Chauncey also clarifies the limits of marriage — it’s not synonymous with equality, as some of its proponents believe — and acknowledges that some in the gay community are wary of marriage, if not outright against it. Those attitudes are represented in the raucous anthology That’s Revolting! Queer Strategies for Resisting Assimilation, which dares ask whether the LGBT movement can include social justice goals such as universal health care, housing, the protection of civil liberties, the rights of immigrants and youth services. Contributors include community organizers, punks, artists, anarchists, sex workers and students. The focus is on activism; there’s no queer theory. The tone is fierce and funny, inspired as much by the spirit of Seattle as Stonewall.
Only a few of the pieces in That’s Revolting! deal specifically with marriage; the writers train their sights on something more ambitious: assimilation into the mainstream. As editor Mattilda explains in the introduction, this has enabled some gays and lesbians to live complacently ensconced in gentrified urban enclaves, where they fight like hell to maintain the boundaries of their privilege: “Gay landlords evict people with AIDS to increase property values; gay bar owners arrest homeless queers so they don’t get in the way of business; and gay political consultants ensure the election of pro-development, anti-poor candidates who ensure that the ruling class not only remains in power but systematically sucks the poor dry.”
This argument assumes that in the past gays and lesbians were more radical critics of mainstream American culture. It’s hard to prove something like this, and the writers in this collection don’t pretend to try to. But it does seem true, especially since the ebbing of AIDS activism among white gay men after the introduction of antiretroviral drugs in the mid-90s. The election of Bill Clinton also seemed to gradually sap much of the community’s adversarial attitude. In addition, the fight for universal health care, so central to the discourse of AIDS activism, seemed virtually abandoned after Clinton’s modest proposals went down in flames in 1994.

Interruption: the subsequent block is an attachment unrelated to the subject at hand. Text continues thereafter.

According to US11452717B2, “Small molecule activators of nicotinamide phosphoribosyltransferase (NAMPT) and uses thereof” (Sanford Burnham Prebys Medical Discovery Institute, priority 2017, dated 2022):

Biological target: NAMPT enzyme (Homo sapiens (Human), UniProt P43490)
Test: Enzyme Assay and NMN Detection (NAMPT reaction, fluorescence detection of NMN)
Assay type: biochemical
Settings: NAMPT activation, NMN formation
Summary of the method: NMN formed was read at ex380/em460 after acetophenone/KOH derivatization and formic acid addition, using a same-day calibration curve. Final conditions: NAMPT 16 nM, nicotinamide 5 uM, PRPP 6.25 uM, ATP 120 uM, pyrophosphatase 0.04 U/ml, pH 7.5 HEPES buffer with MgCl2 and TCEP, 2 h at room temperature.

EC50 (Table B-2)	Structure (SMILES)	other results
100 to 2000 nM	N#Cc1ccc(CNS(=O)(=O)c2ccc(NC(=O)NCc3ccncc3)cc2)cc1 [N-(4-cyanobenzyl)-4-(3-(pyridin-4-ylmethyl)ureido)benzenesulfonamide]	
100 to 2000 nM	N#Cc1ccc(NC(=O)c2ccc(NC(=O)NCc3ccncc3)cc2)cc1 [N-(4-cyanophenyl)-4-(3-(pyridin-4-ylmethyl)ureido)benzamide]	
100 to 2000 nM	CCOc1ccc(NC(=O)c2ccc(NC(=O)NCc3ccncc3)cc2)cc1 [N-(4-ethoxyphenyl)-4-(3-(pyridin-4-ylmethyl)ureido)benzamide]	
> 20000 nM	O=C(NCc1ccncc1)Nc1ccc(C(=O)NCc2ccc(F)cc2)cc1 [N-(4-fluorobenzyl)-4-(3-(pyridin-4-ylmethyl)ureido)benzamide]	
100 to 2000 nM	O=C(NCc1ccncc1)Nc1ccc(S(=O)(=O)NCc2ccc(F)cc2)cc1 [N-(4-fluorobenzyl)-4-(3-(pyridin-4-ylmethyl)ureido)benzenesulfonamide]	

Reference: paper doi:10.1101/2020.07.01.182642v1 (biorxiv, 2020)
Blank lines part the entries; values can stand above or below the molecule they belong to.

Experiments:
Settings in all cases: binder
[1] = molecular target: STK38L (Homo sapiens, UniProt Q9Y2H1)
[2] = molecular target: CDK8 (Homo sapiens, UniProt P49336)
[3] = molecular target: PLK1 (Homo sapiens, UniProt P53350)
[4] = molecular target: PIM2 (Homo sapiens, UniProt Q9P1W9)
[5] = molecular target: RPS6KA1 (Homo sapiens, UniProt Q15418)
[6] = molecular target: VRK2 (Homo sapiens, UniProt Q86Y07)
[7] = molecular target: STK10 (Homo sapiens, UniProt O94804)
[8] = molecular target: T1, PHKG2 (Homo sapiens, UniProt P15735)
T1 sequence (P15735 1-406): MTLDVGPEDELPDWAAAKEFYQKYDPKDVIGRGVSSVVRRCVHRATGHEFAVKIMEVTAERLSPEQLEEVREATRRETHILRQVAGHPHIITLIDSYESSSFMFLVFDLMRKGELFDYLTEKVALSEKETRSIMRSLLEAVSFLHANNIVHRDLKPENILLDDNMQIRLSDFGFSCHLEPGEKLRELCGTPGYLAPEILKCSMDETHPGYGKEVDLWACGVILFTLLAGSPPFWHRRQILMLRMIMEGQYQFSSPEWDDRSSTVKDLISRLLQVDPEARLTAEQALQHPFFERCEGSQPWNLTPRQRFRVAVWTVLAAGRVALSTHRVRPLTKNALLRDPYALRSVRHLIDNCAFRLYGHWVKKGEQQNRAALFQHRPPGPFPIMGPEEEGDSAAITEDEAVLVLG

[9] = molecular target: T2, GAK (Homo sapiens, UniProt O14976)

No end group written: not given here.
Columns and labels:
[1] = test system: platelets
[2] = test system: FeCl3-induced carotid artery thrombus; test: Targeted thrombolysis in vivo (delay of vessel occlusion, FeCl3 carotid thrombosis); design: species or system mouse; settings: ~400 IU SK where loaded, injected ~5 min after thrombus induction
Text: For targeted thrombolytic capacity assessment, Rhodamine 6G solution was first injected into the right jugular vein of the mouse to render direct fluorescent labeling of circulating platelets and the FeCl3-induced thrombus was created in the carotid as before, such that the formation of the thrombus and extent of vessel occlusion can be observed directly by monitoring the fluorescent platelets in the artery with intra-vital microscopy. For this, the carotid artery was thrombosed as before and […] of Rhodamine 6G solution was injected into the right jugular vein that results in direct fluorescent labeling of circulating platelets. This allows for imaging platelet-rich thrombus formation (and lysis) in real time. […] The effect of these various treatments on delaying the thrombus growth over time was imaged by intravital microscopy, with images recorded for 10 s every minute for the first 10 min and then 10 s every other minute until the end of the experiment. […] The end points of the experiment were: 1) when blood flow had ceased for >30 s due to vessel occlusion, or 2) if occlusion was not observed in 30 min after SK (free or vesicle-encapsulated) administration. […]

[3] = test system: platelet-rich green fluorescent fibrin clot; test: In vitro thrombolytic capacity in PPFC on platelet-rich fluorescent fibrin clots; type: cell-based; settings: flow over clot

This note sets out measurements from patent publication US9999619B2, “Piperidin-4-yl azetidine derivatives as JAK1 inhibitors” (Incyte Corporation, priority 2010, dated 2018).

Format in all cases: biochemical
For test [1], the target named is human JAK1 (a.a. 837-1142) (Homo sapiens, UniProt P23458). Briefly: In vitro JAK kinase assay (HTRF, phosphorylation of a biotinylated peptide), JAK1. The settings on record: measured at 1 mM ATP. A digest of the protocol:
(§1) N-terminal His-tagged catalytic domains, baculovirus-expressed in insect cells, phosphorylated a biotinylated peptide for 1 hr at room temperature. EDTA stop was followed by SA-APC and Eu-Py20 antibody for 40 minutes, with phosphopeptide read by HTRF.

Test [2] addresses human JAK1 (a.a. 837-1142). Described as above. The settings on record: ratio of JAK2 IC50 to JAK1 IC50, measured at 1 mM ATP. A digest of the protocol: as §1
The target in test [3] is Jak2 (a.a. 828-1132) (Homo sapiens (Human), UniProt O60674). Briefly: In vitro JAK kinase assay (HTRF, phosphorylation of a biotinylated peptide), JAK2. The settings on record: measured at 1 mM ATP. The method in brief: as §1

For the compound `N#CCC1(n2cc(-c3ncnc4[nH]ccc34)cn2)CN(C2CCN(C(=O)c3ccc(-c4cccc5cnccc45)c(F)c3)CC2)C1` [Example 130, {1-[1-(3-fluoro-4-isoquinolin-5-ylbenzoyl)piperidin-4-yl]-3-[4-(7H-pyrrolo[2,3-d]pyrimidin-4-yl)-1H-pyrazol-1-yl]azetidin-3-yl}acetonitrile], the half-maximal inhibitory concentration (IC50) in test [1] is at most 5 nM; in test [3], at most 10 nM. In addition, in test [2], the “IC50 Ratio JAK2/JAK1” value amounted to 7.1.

Yet radicals did persist. That’s Revolting! reads like a patchwork alternative history of the gay ’90s and 2000s: the part queers played in the anti-globalization movement, their responses to racist “quality of life” policing, how they coped with welfare reform and the withering of social services and their valiant efforts to banish tacky corporate sponsorship from gay pride parades. The essays and interviews generally show a sophisticated understanding of how such impersonal forces as economics affect life on the ground for ordinary members of the LGBT community. It’s ironic that they denounce assimilation at the same time that they demonstrate the web of ties between the community and the larger world, and forge connections across boundaries of race, ethnicity, gender identity and class.
It’s also ironic that part of resisting assimilation has to be essentially conservative — that is, preserving gay culture as it is. Forget for a moment that this is impossible, that gay culture, like everything else, is subject to the forces of time. Forget too that it was created as a refuge against oppression. The radical heritage of gay culture is real, and it is worth preserving to whatever extent possible.
But this isn’t really the kind of strategy That’s Revolting! offers. Assimilation seems to boil down to individual actions and personal decisions: working a corporate job, having kids, buying Diesel jeans, appearing in a sitcom; it’s not dealt with as a demographic inevitability of millions of people coming out over the past thirty years, a relatively brief period of time historically speaking. The more people who come out, the less “alternative” the lifestyle becomes. If your family accepts you as gay, you are less likely to experience the degradation in living conditions you would likely suffer were they to, say, kick you out of the house. If your employer has a nondiscrimination policy, you may never experience the fear of being fired if anyone at work finds out you’re gay. And if you do not have to give up any class privileges to be openly gay, you may not think you have anything in common with those who do.
Chauncey suggests another way of seeing assimilation, based on recent theories of ethnicity, which “recognize that even as immigrants were reshaped by their incorporation into American culture, so too was American culture.” As annoying as the marriage movement can be — its squeaky-clean poster children, its romantic sentimentality, its denial of genderqueers — the process of trying to change marriage laws is having a radical impact on American society. Although the aspect of heterosexual privilege that marriage advocates target is extremely specific, it is also profoundly consequential. It is perhaps the most obvious boundary separating straight from queer, and as such is taken by many as a profound threat to heterosexual identity. Yet marriage advocates didn’t start this process; challenges to heterosexual privilege have been driven for the past 30 years by those willing to put their bodies on the line to fight homophobia and trans-phobia. And they’re not going away.